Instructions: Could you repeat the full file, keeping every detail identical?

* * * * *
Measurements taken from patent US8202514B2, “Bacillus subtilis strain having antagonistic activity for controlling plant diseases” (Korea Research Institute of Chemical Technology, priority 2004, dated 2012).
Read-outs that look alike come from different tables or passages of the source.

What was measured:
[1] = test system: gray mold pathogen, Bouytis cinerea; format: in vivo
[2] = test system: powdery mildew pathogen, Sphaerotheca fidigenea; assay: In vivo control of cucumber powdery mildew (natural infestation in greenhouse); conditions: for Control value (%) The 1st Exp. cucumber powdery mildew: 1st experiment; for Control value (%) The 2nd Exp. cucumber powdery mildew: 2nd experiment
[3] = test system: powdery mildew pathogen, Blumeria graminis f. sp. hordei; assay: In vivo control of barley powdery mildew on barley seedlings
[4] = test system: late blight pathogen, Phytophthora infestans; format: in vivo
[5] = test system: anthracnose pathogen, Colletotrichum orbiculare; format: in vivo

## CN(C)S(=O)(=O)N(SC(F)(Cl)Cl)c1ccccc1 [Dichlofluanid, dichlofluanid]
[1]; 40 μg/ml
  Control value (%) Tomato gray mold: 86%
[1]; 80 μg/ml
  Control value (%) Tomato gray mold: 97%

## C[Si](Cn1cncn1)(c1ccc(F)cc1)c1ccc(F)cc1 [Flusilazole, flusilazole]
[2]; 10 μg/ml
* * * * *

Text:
Measurements taken from patent US8202514B2, “Bacillus subtilis strain having antagonistic activity for controlling plant diseases” (Korea Research Institute of Chemical Technology, priority 2004, dated 2012).
Read-outs that look alike come from different tables or passages of the source.

What was measured:
[1] = test system: gray mold pathogen, Bouytis cinerea; format: in vivo
[2] = test system: powdery mildew pathogen, Sphaerotheca fidigenea; assay: In vivo control of cucumber powdery mildew (natural infestation in greenhouse); conditions: for Control value (%) The 1st Exp. cucumber powdery mildew: 1st experiment; for Control value (%) The 2nd Exp. cucumber powdery mildew: 2nd experiment
[3] = test system: powdery mildew pathogen, Blumeria graminis f. sp. hordei; assay: In vivo control of barley powdery mildew on barley seedlings
[4] = test system: late blight pathogen, Phytophthora infestans; format: in vivo
[5] = test system: anthracnose pathogen, Colletotrichum orbiculare; format: in vivo

## CN(C)S(=O)(=O)N(SC(F)(Cl)Cl)c1ccccc1 [Dichlofluanid, dichlofluanid]
[1]; 40 μg/ml
  Control value (%) Tomato gray mold: 86%
[1]; 80 μg/ml
  Control value (%) Tomato gray mold: 97%

## C[Si](Cn1cncn1)(c1ccc(F)cc1)c1ccc(F)cc1 [Flusilazole, flusilazole]
[2]; 10 μg/ml